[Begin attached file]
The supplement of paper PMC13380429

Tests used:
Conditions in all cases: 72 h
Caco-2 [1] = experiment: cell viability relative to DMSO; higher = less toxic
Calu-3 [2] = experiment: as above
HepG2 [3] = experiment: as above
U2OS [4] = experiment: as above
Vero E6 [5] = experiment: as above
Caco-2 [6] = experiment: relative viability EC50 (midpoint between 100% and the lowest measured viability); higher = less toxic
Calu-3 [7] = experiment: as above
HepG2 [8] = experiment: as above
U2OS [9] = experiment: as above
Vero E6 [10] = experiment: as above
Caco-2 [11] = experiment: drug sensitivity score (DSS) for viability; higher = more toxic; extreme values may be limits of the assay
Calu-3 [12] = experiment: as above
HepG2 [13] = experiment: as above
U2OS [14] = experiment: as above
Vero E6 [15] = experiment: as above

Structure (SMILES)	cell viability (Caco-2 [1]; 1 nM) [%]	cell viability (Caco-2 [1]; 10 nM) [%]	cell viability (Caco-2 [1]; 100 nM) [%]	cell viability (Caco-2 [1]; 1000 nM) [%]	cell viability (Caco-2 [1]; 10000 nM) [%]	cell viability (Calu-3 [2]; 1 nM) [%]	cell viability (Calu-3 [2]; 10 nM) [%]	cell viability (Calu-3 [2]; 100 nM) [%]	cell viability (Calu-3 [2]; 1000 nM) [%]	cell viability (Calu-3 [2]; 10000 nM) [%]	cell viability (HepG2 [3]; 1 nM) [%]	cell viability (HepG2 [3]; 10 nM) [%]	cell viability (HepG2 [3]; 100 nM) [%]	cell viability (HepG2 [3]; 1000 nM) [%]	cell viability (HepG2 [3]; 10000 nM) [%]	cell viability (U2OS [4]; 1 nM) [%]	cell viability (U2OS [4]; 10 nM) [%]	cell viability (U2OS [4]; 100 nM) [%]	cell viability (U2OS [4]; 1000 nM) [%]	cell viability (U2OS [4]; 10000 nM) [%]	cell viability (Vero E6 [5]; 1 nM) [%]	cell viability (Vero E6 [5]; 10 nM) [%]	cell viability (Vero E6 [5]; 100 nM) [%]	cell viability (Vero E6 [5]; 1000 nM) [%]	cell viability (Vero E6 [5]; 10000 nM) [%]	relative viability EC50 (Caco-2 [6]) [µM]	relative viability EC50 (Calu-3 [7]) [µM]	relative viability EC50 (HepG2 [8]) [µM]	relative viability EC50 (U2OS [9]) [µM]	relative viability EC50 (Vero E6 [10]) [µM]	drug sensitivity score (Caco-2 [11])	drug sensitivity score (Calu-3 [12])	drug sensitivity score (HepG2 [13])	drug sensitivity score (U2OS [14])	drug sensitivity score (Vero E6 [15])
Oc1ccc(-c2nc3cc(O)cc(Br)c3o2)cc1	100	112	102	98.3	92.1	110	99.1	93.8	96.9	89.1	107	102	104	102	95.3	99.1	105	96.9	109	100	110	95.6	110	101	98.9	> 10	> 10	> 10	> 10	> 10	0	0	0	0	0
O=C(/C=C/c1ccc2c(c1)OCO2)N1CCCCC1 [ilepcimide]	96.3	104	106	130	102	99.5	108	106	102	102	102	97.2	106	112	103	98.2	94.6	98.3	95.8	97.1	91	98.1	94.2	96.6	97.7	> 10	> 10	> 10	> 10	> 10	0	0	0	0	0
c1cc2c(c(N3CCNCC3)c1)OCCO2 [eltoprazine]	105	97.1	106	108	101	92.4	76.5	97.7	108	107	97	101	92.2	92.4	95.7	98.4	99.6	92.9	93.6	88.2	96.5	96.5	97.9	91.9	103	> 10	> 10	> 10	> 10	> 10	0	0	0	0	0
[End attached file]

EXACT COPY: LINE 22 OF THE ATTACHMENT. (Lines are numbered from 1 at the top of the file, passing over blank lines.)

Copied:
c1cc2c(c(N3CCNCC3)c1)OCCO2 [eltoprazine]	105	97.1	106	108	101	92.4	76.5	97.7	108	107	97	101	92.2	92.4	95.7	98.4	99.6	92.9	93.6	88.2	96.5	96.5	97.9	91.9	103	> 10	> 10	> 10	> 10	> 10	0	0	0	0	0